The Importance of Gamification in Cybersecurity

White Paper By: Circadence

Top-notch cybersecurity is an essential part of our world. Data breaches can bring a business to its knees in the blink of an eye.  Gamification has a tremendous opportunity to revolutionize the speed, efficacy and relevancy of training in the quickly evolving landscape of the Cybersecurity sector.   Cybersecurity awareness trainings are usually a boring affair, by training...

Lastline Advanced Malware Detection

White Paper By: Lastline

Today’s sophisticated malware is a major culprit in many of the rampant cybersecurity incidents. Unfortunately for organizations, advanced malware is getting harder to detect. Malware assaults are so common that many IT managers admit that their enterprise networks are likely to experience a cyberattack at some point because their conventional security systems cannot effectively...

Remediation 101: Common Pitfalls and Best Practices to Succeed at Vulnerability Remediation

White Paper By: NopSec

A lot of vulnerability remediation pitfalls can be avoided by investing in the right Vulnerability Risk Management technology. This means implementing a solution that effectively automates as many processes as possible. Vulnerability Risk Management is often under-sourced and under-tooled, and yet stands at the epicenter of protecting the organization from a breach.  In this white...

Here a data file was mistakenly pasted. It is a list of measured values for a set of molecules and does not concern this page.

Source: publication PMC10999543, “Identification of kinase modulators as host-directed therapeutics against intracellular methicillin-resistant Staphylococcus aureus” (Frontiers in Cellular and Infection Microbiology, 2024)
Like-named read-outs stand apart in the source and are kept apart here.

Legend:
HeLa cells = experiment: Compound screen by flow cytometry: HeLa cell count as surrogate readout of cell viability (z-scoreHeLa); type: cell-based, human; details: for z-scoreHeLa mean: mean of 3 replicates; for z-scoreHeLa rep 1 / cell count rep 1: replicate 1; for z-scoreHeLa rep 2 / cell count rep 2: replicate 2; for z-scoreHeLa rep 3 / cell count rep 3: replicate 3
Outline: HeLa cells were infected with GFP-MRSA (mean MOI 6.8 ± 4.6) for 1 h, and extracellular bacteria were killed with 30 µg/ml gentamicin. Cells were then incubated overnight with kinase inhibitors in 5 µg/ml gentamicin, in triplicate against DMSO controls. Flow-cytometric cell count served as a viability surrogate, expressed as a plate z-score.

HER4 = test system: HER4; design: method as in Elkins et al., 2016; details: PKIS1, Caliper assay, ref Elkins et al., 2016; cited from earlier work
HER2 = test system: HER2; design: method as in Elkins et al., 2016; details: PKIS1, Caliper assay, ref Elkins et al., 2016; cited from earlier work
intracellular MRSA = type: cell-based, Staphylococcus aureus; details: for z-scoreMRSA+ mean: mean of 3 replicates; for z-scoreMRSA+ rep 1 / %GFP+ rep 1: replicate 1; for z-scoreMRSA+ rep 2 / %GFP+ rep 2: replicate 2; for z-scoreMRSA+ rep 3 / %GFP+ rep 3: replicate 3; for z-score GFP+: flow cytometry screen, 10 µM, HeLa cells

The World's First Mobile Malware Celebrates Its 10th Birthday

White Paper By: Fortinet

From Cabir to FakeDefend, the last decade has seen the number of mobile malware explode. In 2013, Fortinet’s FortiGuard Labs has seen more than 1,300 new malicious applications per day and is currently tracking more than 300 Android malware families and more than 400,000 malicious Android applications. Besides the sheer growth in numbers, another important trend to note is that mobile...

Gamifying Cybersecurity for the Financial Services Sector

White Paper By: Circadence

Cyber‐attacks and threats against the financial services sector are ongoing – common targets include banks, payment processing companies, investment firms, and other organizations that manage financial transactions. A 2016 study reported that 83% of financial services companies cite defending against cyber threats and protecting personal data as one of their biggest challenges in...

Buyer’s Guide: Self-service Password Reset Solution

White Paper By: SPECOPS

If you have identified the need for a self-service password reset solution, you are likely familiar with the cost-savings, usability, and security benefits. The next step is identifying the criteria to use when evaluating the desired outcome of your investment. A self-service password reset and management solution not only reduces the number of help desk password tickets but also...

follow on linkedin follow on twitter follow on facebook 2018 All Rights Reserved | by: